Summary and book reviews of Our Kind by Kate Walbert

Our Kind

A Novel in Stories

by Kate Walbert

Our Kind
  • Critics' Opinion:

    Readers' Opinion:

  • First Published:
    Apr 2004, 195 pages
    Paperback:
    Jan 2005, 208 pages

  • Rate this book


Book Reviewed by:
BookBrowse Review Team

Buy This Book

About this Book

Book Summary

A thought-provoking novel that opens a window into the world of a generation and class of women caught in a cultural limbo.

From the award-winning author of The Gardens of Kyoto comes this witty and incisive novel about the lives and attitudes of a group of women -- once country-club housewives; today divorced, independent, and breaking the rules.

In Our Kind, Kate Walbert masterfully conveys the dreams and reality of a group of women who came into the quick rush of adulthood, marriage, and child-bearing during the 1950s. Narrating from the heart of ten companions, Walbert subtly depicts all the anger, disappointment, vulnerability, and pride of her characters: "Years ago we were led down the primrose lane, then abandoned somewhere near the carp pond."

Now alone, with their own daughters grown, they are finally free -- and ready to take charge: from staging an intervention for the town deity to protesting the slaughter of the country club's fairway geese, to dialing former lovers in the dead of night.

Walbert's writing is quick-witted and wry, just like her characters, but also, in its cumulative effect, moving and sad. Our Kind is a brilliant, thought-provoking novel that opens a window into the world of a generation and class of women caught in a cultural limbo.



Contents

The Intervention

Esther's Walter

Bambi Breaks for Freedom

Screw Martha

Come As You Were

Sick Chicks

Warriors

Back When They Were Children

The Hounds, Again

The Beginning of the End

Chapter One: The Intervention

It was one of those utterances that sparkled -- the very daring! Could you see us? Canoe shrugged, to be expected. After all, Canoe was our local recovering; it was she who left those pamphlets in the clubhouse next to the men's Nineteenth Hole.

Still, the very daring!

Intervention.

Canoe cracked her knuckles, lit a cigarette. We sat by her swimming pool absentmindedly pulling weeds from around the flagstones. The ice of our iced tea had already melted into water and it was too cold to swim, besides.

"It's obvious," Canoe said, blowing. "He's going to kill himself in less than a month. I don't want that blood on my hands."

Who would?

He was someone we loved. Someone we ...

Please be aware that this discussion guide may contain spoilers!
  1. Who is narrating? Discuss the use of the first person plural -- is it effective? How does it alter your view of these friendships?

  2. Who are "Our Kind"? What kind of women are they? How does the narration, language and style reflect or enhance the story and the characters? Share an example that you find particularly effective.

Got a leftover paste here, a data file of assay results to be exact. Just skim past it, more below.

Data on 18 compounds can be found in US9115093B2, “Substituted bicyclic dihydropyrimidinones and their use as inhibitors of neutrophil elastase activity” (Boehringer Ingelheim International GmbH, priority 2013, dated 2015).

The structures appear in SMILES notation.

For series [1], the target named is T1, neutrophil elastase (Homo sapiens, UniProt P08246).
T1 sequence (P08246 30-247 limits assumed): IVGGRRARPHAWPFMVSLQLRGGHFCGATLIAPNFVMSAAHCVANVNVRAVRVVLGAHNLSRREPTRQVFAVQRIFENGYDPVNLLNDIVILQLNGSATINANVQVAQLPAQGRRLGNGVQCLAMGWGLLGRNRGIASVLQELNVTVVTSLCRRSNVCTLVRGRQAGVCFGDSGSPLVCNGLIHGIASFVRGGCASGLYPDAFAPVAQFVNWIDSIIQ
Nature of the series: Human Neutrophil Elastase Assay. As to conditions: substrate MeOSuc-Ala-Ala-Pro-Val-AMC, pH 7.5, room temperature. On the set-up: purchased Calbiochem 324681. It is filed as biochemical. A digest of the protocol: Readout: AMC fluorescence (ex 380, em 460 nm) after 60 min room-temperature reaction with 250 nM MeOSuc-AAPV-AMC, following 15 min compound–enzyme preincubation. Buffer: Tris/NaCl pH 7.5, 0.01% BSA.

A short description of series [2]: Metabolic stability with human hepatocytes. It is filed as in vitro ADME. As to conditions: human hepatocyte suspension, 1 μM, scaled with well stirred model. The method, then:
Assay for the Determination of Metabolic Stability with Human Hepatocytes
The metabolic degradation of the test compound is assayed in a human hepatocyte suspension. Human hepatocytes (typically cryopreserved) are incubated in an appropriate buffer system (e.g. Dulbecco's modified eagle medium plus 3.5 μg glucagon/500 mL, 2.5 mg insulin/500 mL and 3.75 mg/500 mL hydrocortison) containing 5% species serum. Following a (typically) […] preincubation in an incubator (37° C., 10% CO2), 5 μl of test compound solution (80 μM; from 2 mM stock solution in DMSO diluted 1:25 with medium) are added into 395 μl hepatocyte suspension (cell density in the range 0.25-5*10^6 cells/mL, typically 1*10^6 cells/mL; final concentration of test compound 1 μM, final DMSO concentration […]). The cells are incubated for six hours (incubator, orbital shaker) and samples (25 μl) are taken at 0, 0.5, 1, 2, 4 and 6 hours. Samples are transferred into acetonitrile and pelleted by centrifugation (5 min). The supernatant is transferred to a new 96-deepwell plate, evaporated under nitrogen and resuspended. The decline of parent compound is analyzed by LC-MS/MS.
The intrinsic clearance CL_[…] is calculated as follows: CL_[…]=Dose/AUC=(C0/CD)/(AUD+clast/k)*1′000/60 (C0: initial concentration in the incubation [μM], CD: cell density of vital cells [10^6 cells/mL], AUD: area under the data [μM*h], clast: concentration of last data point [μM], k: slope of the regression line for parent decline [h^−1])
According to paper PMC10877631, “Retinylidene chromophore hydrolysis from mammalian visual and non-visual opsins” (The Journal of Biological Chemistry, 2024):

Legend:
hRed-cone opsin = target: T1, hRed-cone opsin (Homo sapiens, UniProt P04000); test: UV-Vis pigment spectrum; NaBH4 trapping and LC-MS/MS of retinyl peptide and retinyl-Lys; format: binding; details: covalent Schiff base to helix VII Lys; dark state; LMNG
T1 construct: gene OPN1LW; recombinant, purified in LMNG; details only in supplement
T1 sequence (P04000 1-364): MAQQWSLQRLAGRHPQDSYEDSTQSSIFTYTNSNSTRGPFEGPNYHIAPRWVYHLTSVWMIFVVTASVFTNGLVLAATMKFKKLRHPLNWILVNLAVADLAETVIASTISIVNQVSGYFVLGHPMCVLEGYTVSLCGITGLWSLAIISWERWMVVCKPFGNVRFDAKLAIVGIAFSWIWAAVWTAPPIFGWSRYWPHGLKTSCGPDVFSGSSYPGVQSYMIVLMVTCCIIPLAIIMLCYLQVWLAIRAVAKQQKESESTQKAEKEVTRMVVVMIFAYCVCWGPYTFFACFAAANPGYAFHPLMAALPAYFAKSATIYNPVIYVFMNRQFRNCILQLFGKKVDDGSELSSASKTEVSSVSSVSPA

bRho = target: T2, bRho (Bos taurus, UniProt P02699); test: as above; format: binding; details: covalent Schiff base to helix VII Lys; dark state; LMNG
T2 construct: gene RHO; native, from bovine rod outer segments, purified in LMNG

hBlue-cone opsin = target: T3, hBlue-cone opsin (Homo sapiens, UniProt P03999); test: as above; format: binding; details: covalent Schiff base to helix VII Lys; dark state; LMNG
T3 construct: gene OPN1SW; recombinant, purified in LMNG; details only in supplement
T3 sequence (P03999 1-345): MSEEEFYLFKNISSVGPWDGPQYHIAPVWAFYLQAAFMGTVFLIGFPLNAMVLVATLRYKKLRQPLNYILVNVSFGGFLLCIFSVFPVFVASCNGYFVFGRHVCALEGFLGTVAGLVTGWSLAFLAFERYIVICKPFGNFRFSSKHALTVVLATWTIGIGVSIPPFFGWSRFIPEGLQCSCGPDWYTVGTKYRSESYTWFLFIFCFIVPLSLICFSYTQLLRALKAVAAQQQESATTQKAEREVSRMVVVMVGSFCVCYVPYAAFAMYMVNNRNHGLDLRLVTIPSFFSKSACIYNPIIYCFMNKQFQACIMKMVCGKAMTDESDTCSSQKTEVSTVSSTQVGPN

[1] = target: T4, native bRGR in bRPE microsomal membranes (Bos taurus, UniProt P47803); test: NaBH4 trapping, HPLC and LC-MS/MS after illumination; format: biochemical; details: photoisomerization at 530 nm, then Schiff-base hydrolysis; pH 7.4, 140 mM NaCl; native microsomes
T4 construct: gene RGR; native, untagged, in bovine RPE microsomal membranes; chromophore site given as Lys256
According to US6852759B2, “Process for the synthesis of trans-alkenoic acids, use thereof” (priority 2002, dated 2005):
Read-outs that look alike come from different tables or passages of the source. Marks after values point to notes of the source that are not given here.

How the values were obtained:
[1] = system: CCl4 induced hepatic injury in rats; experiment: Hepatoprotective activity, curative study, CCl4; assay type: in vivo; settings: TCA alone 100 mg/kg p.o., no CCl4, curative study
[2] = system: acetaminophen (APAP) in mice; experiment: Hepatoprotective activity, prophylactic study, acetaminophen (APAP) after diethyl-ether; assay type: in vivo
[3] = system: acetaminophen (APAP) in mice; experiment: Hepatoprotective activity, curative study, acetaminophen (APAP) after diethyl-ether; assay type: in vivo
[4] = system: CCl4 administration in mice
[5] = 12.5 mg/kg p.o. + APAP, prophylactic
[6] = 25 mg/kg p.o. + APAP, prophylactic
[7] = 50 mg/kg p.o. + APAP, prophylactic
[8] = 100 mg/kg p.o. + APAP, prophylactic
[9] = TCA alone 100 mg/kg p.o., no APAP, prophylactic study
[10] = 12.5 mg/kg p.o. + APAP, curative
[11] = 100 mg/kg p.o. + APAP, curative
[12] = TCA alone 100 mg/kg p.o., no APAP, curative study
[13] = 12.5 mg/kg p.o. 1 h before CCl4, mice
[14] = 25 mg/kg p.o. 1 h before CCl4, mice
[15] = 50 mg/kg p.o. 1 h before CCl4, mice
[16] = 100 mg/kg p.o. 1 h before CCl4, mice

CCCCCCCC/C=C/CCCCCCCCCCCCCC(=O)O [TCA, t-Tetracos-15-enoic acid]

3. In "The Intervention," what does it mean when the narrator says, "we've seen a lot, it's true, but know so little. How were we to learn? Years ago we were led down the primrose lane, then abandoned somewhere near the carp pond"? What is the significance of the intervention? At the chapter's end, why does the narrator say, "We must save Him, quick. But first, no. We must ...
Membership Advantages
  • Reviews
  • "Beyond the Book" backstories
  • Free books to read and review (US only)
  • Find books by time period, setting & theme
  • Read-alike suggestions by book and author
  • Book club discussions
  • and much more!
  • Just $10 for 3 months or $35 for a year
  • More about membership!

Reviews

BookBrowse Review

BookBrowse

Despite glowing media reviews, these connected short stories are hard going and not as enjoyable as Walbert's earlier book, 'The Gardens of Kyoto' It is not clear if it was the ephemeral writing style or the subject matter that didn't gel...the characters would work better if they said what they had to say, instead of making the reader do the work of understanding them - especially as the reader may not be interested enough in the characters' lives to make the effort.   (Reviewed by BookBrowse Review Team).

Full Review Members Only (274 words).

Media Reviews

Organic Style

Walbert adores her characters...they're...giddy, resilient possessors of a girlish beauty. They have a blast; the reader does too.

Chicago Tribune

A portrait emerges from selective moments--some sharp and painful, others tender and questing. They evoke all the details.

Newsday

There's no denying Walbert's talent - or her ambition.

The New York Times - Jennifer Egan

One of the many pleasures to be found in Our Kind, a ''novel in stories,'' is the fact that Walbert's chosen genre is acutely suited to her artistic goals.....Had Walbert tried to force her material into a more conventional format, the result would very likely have been diffuse and flat. In its present form, though, Our Kind works pragmatically, and its fractured telling accumulates a sneaky, wrenching power.

The Washington Post - Elizabeth Gold

Walbert, author of The Gardens of Kyoto, has written a touching and often surreal group of linked stories about being born a little too late for one era and a little too early for the next.

The New York Times Book Review - Laura Miller

[E]xquisite. Of all [the] first-person narrators, this gang is the most inviting. They are good company.

Booklist - Elsa Gaztambide

Walbert daringly depicts the golden years of a generation of women, better described as the 1950s country-club set, now that they're either divorced or widowed and their homes are devoid of children.....An eye-opening experience for anyone who thinks that the 1950s woman is still in the kitchen wearing a housecoat.